The U.K. is the first of the Group of Seven nations to report GDP data for the second quarter. U.S. growth probably cooled to a 1.4 percent annual rate in the period from 1.9 percent in the prior quarter, according to a Bloomberg survey. The Commerce Department will publish the data July 27.
Concerns are also growing about global growth. The IMF said in a report today that China’s slowing economy faces significant downside risks and relies too much on investment. While the economy “seems to be undergoing a soft landing,” achieving it is a key challenge, the IMF said.
The latest slump in U.K. GDP leaves output 4.5 percent below its peak in the first quarter of 2008. It has fallen 0.9 percent since the third quarter of 2010, just after Cameron’s coalition government came to power. Cameron and Chancellor of the Exchequer George Osborne have been criticized by the opposition Labour Party for compounding Britain’s economic troubles with the fiscal squeeze.
In addition to domestic issues, pressure is coming from the debt crisis in the euro area, Britain’s biggest trading partner. Moody’s Investors Service cut to negative the outlook on the Aaa credit ratings of Germany, Europe’s biggest economy, the Netherlands and Luxembourg, citing “rising uncertainty” over the turmoil. Spain has edged closer to needing a full international bailout.
“We all know the country has deep-rooted economic problems and these disappointing figures confirm that,” Osborne said in a statement released by his office following the data. “We’re dealing with our debts at home and the debt crisis abroad.”
“We’ve made progress over the last two years in cutting the deficit by 25 percent and businesses have created over 800,000 new jobs,” the chancellor said. “But given what’s happening in the world we need a relentless focus on the economy and recent announcements on infrastructure and lending show that’s exactly what we’re doing.”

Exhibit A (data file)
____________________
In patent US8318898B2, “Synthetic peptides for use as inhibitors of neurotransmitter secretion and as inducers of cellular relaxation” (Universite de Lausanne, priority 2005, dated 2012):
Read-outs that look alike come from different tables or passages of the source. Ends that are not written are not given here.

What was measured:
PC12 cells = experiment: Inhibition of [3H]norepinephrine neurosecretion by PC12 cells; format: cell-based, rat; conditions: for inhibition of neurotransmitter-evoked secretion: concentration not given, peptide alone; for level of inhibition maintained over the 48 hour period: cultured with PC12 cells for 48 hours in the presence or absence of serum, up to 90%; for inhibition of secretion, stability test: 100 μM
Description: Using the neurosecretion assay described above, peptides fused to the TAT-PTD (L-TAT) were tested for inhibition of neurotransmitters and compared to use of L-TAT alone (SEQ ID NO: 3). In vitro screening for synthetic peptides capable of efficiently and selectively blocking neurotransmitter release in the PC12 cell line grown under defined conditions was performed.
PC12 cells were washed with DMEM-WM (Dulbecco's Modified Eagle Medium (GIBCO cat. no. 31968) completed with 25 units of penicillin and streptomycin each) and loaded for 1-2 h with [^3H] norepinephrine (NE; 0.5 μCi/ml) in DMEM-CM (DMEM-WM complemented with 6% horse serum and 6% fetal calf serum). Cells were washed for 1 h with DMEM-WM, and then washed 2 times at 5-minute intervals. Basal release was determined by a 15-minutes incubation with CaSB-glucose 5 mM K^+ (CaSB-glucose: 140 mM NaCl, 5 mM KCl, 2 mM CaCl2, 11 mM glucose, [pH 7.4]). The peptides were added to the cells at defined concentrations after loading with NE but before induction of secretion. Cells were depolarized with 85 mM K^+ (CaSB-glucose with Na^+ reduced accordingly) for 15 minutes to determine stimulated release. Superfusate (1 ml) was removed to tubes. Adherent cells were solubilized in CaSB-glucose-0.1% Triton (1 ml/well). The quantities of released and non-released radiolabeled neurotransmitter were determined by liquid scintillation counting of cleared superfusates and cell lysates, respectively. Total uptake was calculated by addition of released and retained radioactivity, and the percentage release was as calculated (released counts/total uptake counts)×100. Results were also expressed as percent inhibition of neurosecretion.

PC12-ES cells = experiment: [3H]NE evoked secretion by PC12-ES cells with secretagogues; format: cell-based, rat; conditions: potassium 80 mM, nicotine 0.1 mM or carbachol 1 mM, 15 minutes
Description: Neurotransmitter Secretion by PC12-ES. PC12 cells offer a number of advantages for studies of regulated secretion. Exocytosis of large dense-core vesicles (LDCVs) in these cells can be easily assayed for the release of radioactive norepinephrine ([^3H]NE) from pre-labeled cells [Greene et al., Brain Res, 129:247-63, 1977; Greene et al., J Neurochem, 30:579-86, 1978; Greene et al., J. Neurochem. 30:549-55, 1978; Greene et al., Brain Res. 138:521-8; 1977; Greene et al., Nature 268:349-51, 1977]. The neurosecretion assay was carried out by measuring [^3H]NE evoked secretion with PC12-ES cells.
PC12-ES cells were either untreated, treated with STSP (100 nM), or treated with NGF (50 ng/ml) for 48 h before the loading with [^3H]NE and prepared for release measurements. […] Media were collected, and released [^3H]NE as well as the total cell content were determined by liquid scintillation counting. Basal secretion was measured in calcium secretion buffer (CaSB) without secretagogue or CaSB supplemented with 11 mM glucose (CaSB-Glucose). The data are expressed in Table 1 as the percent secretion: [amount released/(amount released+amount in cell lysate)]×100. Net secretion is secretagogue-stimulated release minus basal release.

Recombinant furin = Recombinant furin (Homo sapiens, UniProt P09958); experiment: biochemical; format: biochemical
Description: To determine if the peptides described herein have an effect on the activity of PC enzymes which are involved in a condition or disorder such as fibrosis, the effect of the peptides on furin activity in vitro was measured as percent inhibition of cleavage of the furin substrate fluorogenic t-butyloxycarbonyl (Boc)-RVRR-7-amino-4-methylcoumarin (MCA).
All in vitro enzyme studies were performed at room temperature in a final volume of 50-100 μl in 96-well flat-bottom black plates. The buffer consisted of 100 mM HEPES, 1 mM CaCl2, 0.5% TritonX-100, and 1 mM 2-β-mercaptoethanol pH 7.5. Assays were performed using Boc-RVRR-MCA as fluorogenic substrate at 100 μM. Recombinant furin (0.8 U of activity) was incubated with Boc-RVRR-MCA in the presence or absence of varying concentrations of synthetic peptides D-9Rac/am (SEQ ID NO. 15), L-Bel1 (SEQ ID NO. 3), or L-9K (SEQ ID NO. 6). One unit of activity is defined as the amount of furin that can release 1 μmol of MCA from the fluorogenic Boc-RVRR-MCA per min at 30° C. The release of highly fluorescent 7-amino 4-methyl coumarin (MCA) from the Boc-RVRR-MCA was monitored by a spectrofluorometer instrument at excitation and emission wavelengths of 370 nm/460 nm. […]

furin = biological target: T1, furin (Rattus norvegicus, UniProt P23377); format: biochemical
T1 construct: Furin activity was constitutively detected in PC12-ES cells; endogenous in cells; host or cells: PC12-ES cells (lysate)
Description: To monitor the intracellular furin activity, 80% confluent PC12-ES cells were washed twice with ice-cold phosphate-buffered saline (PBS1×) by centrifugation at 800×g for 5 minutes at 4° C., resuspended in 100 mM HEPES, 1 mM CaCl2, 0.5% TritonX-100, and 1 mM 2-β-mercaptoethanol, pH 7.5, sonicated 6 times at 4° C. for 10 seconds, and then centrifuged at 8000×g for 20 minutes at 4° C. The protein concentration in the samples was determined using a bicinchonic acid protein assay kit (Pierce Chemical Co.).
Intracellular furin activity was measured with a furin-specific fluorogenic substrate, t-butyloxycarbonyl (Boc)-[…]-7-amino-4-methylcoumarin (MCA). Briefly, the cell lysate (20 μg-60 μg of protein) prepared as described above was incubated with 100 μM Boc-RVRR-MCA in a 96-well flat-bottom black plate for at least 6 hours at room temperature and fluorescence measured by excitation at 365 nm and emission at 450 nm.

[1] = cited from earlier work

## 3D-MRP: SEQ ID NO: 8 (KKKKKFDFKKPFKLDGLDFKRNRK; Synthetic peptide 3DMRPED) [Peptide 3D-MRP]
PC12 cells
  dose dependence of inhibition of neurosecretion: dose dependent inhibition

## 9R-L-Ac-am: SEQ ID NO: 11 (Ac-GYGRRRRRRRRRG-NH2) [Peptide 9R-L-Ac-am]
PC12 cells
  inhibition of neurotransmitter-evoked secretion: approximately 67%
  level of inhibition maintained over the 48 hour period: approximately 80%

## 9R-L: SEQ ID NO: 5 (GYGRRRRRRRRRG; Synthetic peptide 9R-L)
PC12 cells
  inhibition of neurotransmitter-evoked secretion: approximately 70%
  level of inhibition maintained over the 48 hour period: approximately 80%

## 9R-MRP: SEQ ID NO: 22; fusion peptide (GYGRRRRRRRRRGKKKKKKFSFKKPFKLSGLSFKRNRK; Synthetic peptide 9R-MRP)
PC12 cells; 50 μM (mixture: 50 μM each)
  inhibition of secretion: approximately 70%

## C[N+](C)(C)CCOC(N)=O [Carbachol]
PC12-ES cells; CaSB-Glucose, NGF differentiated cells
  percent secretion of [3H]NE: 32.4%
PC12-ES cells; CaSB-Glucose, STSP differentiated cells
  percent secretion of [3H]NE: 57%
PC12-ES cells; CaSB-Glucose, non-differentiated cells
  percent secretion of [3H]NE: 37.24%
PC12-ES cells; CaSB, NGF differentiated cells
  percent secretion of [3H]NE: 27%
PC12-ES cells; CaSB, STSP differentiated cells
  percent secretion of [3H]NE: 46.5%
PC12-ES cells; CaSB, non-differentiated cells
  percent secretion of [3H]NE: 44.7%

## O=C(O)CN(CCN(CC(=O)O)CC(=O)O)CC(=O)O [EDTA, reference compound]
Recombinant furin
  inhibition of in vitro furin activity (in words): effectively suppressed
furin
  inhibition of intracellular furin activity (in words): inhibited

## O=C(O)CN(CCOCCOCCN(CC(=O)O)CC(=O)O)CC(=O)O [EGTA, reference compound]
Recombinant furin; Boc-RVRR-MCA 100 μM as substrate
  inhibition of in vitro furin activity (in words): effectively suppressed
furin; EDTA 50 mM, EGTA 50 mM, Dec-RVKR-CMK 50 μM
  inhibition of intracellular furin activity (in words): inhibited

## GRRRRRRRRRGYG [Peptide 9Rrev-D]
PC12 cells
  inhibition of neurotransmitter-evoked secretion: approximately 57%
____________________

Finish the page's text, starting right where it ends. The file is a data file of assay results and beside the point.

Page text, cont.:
The Bank of England’s Monetary Policy Committee expanded its bond-purchase program, known as quantitative easing, by 50 billion pounds ($78 billion) to 375 billion pounds on July 5. Officials said they may review the merits of cutting the benchmark interest rate, currently at a record-low 0.5 percent, once they assess the impact of their new Funding for Lending program.
Today’s GDP data “shows the U.K. economy is still very fragile and proactive policy measures will continue to be needed to put in place,” David Tinsley, an economist at BNP Paribas SA in London, said in a telephone interview. “So we’re still looking for 50 billion pounds of QE in November, supplemented with a 25 basis point rate cut.”
Royal Bank of Scotland Group Plc said before today’s data were published that there may be a “significant bounce” in third-quarter GDP. Barclays Plc estimated one-off factors cut April-June growth by 0.5 percentage point, “setting the scene for a strong rebound.”
The labor market is showing signs of defying the slump. The jobless rate fell to 8.1 percent in the three months through April from 8.2 percent as the London Olympics helped to create jobs. At the same time, pressure on households may ease as inflation cools. The rate fell to 2.4 percent in June, the lowest in 2 1/2 years.